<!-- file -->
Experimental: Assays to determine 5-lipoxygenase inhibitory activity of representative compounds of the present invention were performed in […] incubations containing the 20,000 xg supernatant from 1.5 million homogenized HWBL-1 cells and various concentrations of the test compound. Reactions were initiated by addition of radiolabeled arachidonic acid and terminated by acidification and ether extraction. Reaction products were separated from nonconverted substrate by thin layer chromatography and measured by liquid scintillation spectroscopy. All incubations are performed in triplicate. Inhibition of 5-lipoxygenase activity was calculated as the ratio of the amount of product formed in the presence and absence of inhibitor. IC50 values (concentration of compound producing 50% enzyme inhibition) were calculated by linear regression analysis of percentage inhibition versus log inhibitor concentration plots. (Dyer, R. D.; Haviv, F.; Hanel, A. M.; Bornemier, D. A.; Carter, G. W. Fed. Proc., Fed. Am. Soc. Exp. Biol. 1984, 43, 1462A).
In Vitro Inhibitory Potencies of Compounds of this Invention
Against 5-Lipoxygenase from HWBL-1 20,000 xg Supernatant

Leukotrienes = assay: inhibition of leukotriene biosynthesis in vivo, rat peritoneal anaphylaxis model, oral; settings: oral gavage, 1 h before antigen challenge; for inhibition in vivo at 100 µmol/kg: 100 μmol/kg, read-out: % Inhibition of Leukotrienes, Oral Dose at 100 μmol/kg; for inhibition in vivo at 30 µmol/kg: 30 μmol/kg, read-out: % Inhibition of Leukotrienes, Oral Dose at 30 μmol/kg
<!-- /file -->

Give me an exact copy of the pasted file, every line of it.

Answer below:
Experimental: Assays to determine 5-lipoxygenase inhibitory activity of representative compounds of the present invention were performed in […] incubations containing the 20,000 xg supernatant from 1.5 million homogenized HWBL-1 cells and various concentrations of the test compound. Reactions were initiated by addition of radiolabeled arachidonic acid and terminated by acidification and ether extraction. Reaction products were separated from nonconverted substrate by thin layer chromatography and measured by liquid scintillation spectroscopy. All incubations are performed in triplicate. Inhibition of 5-lipoxygenase activity was calculated as the ratio of the amount of product formed in the presence and absence of inhibitor. IC50 values (concentration of compound producing 50% enzyme inhibition) were calculated by linear regression analysis of percentage inhibition versus log inhibitor concentration plots. (Dyer, R. D.; Haviv, F.; Hanel, A. M.; Bornemier, D. A.; Carter, G. W. Fed. Proc., Fed. Am. Soc. Exp. Biol. 1984, 43, 1462A).
In Vitro Inhibitory Potencies of Compounds of this Invention
Against 5-Lipoxygenase from HWBL-1 20,000 xg Supernatant

Leukotrienes = assay: inhibition of leukotriene biosynthesis in vivo, rat peritoneal anaphylaxis model, oral; settings: oral gavage, 1 h before antigen challenge; for inhibition in vivo at 100 µmol/kg: 100 μmol/kg, read-out: % Inhibition of Leukotrienes, Oral Dose at 100 μmol/kg; for inhibition in vivo at 30 µmol/kg: 30 μmol/kg, read-out: % Inhibition of Leukotrienes, Oral Dose at 30 μmol/kg